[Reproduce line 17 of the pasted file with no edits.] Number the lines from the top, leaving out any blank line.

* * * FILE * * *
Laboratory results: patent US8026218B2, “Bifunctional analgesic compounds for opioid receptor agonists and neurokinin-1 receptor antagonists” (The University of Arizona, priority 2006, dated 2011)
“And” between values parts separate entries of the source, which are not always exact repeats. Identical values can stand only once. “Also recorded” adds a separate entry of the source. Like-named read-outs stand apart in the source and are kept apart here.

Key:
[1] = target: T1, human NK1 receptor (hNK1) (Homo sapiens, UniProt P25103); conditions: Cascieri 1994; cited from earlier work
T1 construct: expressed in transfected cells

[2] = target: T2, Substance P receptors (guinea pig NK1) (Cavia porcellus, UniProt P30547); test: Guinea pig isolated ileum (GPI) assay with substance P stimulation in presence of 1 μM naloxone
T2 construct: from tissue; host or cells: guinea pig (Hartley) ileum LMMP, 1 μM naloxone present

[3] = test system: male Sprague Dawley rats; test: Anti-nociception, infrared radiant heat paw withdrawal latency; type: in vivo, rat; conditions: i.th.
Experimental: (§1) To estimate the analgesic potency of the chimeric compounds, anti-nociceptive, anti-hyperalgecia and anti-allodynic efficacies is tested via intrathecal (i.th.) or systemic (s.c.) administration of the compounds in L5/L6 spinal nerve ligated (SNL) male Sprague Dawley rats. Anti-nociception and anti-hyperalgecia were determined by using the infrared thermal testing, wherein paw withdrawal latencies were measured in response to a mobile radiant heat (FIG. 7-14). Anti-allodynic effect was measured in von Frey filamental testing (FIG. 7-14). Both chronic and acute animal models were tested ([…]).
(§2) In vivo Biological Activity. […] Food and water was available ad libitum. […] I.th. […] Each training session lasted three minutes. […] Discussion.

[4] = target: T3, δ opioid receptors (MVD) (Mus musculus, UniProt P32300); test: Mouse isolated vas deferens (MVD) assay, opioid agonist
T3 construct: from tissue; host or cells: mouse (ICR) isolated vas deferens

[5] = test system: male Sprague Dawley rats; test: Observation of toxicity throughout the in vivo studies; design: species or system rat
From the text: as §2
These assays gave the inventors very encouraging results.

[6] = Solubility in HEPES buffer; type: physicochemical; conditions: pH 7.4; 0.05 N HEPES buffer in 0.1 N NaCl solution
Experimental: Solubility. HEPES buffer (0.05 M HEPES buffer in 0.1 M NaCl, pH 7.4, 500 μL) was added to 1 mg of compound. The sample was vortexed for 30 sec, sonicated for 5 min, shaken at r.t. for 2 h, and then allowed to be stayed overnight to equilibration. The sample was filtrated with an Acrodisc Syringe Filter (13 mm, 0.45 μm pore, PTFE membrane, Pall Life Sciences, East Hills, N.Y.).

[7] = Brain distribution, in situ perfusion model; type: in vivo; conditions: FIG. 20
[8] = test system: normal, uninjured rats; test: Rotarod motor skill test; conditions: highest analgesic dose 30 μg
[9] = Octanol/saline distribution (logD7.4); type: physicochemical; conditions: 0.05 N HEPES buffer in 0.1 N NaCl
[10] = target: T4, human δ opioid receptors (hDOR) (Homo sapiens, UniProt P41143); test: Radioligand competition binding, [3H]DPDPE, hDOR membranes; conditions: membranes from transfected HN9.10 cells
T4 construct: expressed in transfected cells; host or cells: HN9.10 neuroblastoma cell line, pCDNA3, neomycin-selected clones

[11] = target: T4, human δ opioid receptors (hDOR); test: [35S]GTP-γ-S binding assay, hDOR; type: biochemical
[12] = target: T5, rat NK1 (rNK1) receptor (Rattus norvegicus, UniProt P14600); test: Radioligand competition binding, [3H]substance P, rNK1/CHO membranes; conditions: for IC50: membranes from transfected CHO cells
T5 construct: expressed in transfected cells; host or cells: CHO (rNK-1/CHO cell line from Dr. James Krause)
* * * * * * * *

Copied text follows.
Experimental: Solubility. HEPES buffer (0.05 M HEPES buffer in 0.1 M NaCl, pH 7.4, 500 μL) was added to 1 mg of compound. The sample was vortexed for 30 sec, sonicated for 5 min, shaken at r.t. for 2 h, and then allowed to be stayed overnight to equilibration. The sample was filtrated with an Acrodisc Syringe Filter (13 mm, 0.45 μm pore, PTFE membrane, Pall Life Sciences, East Hills, N.Y.).